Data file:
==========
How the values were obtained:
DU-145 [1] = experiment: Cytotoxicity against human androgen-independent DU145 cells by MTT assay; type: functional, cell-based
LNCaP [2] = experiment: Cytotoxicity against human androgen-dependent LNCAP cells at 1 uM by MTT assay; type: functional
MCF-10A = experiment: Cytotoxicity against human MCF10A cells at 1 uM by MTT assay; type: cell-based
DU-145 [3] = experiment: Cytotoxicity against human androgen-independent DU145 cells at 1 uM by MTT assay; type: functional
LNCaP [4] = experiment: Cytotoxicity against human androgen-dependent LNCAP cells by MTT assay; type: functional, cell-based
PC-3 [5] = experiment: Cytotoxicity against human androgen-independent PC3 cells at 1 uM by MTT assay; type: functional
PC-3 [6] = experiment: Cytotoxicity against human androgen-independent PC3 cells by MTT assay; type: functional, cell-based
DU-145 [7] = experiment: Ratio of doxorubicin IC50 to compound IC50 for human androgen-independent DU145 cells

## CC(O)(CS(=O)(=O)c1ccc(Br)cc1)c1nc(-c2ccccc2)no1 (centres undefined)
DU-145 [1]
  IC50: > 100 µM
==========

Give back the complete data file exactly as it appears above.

How the values were obtained:
DU-145 [1] = experiment: Cytotoxicity against human androgen-independent DU145 cells by MTT assay; type: functional, cell-based
LNCaP [2] = experiment: Cytotoxicity against human androgen-dependent LNCAP cells at 1 uM by MTT assay; type: functional
MCF-10A = experiment: Cytotoxicity against human MCF10A cells at 1 uM by MTT assay; type: cell-based
DU-145 [3] = experiment: Cytotoxicity against human androgen-independent DU145 cells at 1 uM by MTT assay; type: functional
LNCaP [4] = experiment: Cytotoxicity against human androgen-dependent LNCAP cells by MTT assay; type: functional, cell-based
PC-3 [5] = experiment: Cytotoxicity against human androgen-independent PC3 cells at 1 uM by MTT assay; type: functional
PC-3 [6] = experiment: Cytotoxicity against human androgen-independent PC3 cells by MTT assay; type: functional, cell-based
DU-145 [7] = experiment: Ratio of doxorubicin IC50 to compound IC50 for human androgen-independent DU145 cells

## CC(O)(CS(=O)(=O)c1ccc(Br)cc1)c1nc(-c2ccccc2)no1 (centres undefined)
DU-145 [1]
  IC50: > 100 µM